May 23, 2021
“Love can build a bridge. Between your heart and mine. Don't you think it's time?” These lyrics are from a beautiful love song written and sung by Naomi Judd, who along with her daughter Wynonna won a Grammy for it in 1991.
In the real world, building that bridge of love to friends and family can be challenging, and truthfully, sometimes impossible. This moment in history is marked with political and religious tension so great that it’s ripping friends and families apart, creating chasms of discourse and straining relationships oftentimes beyond the point of no return.
However, people hunger for familial love and affirmation, especially those who have been rejected because of their sexual or gender authenticity, their political views or religious beliefs. Because of this desire to build a bridge of communication and healing, questions about how to have tough conversations with loved ones is one of our most requested topics.
In all honesty, it feels hypocritical for me to be the one writing this, as I feel ill-equipped on this subject. It isn’t because I haven’t experienced it -- I have. My separation from family and friends began when I became unchurched. Some of those rifts are irreparable, as I continue to move farther away from familial beliefs and political views that no longer align with my spiritual truth.
No doubt, I could have handled some situations differently, but we do the best we can with what we have at the time we are faced with a moral, ethical or spiritual dilemma. The outcome would be the same -- I will forever be seen in the eyes of some of my family and friends as the person who betrayed our lineage. One with allegiance to Christian evangelical beliefs and politics that was foundational to our identity.
Before 2015, our family had a respectful and loving relationship with bridges that gapped the troubled waters around religion and politics. What I really mean by that is I thought we had a respectful and loving relationship. It turns out that the respectful and loving part was contingent upon my silence or dismissal of their biases and prejudices with “that’s just the way my family is,” leaving no room for challenge or debate on other perspectives.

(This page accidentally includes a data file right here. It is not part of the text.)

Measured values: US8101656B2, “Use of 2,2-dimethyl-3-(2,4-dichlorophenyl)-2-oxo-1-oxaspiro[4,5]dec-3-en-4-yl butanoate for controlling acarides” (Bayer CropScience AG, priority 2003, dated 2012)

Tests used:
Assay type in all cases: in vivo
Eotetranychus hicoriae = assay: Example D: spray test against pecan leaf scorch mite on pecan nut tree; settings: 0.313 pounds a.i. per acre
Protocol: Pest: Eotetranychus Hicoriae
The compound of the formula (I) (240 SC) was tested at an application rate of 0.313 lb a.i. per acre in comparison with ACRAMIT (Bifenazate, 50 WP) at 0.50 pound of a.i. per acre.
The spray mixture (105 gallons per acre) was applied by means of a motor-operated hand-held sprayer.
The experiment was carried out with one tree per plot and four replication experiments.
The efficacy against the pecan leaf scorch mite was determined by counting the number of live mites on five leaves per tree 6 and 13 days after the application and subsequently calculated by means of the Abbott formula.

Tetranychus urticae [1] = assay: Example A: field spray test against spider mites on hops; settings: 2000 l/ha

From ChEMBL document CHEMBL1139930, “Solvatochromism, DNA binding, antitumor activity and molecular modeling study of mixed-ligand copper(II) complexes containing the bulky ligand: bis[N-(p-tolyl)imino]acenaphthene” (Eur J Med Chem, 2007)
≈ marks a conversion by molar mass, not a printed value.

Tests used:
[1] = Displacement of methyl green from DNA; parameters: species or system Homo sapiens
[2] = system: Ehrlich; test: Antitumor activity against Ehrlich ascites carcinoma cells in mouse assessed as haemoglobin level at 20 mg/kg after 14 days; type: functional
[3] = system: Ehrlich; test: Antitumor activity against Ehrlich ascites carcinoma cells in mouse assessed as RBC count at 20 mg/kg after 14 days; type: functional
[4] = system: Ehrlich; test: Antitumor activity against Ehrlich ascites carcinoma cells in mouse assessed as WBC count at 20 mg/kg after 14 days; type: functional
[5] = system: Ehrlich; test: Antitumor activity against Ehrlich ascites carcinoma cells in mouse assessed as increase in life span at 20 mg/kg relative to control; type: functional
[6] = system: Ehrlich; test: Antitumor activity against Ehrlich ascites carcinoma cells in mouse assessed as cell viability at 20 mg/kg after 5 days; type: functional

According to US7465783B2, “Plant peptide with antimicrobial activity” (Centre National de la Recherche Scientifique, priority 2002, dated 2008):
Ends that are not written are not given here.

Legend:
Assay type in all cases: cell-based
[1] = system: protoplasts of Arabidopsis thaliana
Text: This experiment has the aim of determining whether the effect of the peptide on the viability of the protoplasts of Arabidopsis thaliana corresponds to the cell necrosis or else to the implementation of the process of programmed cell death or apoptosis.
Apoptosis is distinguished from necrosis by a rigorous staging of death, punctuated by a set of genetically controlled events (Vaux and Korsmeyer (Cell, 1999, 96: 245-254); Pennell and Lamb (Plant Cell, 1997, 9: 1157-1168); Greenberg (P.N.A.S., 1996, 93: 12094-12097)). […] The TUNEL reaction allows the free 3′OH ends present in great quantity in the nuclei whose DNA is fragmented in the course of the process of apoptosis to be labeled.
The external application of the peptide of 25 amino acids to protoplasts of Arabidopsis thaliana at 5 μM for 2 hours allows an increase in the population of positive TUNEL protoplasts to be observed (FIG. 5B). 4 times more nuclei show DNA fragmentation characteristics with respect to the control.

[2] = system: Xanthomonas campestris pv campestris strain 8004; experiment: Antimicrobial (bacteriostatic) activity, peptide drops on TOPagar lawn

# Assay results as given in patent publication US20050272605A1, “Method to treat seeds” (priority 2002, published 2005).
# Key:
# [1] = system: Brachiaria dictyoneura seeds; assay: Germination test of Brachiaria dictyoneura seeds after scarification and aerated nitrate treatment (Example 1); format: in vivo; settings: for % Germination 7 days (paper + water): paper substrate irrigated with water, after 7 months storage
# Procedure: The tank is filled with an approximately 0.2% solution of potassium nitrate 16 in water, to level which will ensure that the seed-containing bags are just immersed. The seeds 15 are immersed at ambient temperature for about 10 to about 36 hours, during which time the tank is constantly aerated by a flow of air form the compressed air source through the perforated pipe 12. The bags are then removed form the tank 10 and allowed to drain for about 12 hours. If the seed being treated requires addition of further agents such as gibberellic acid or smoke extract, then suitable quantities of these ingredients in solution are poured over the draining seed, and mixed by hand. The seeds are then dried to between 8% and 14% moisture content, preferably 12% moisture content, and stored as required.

But everything changed in 2015 when a narcissistic tyrant rose to political power and became a savior for generations of white Americans who now felt validated to flaunt their racism, sexism, xenophobia and homophobia. To blame Trump for the current state of this country is misguided and misinformed -- the phobias and biases were always there -- Trump just gave them a platform.
And with that platform, many families like mine found themselves standing face-to-face with the reality that silence for the sake of connection was too great a cost. That meant all the work I had done to repair the damage from religious trauma and to be awakened to the social injustices in the world would crumble around me.
The risk of losing my integrity, beliefs and yes, even my soul, was just too much. So, I spoke up and created boundaries, I blocked “friends” on social media and finally took a stand for me -- the me that is accountable to the greater good of the whole and the work I’m called to do.
Some of my loved ones will never understand, and admittedly I haven’t circled back to explain what must have been seen as an abrupt detachment from their lives. I’m sure from where they stand, I and I alone, am to blame for the destruction of the bridge to them. That is of course, their perspective. Mine bears the memories of a lifetime of silence out of obligation. The rise of Trump and the unleashing of vitriolic memes that revealed so much bigotry planted the landmines.
So yes, I may have blown up that bridge, but the explosives were always there. I was just too tired to navigate my way around them anymore.
I’ve begun the slow return to connecting with those I love -- because even with this divide -- I still love them. They are my history, and much of who I am is because of their presence and influence in my life. I’m proud of my tenacity and stubbornness. I see those characteristics strongly in my family, as well as my drive to understand something by examining it on all sides until I can’t be swayed by a different perspective. The person I am is because of the people they are. Where did the road diverge for me? I don’t know, but I owe them a debt of gratitude for giving me their love and support throughout the years.
Family won’t look the same as before, and that’s okay. And for you -- you too will determine what family looks like. If it means losing a piece of yourself for “normal” to return, you must consider at what cost.
If normal demands your silence, then Beloved, what is the cost of your silence? You’re risking your integrity, values, beliefs, and your soul. Consider the answer to this question as you begin to rebuild those bridges.
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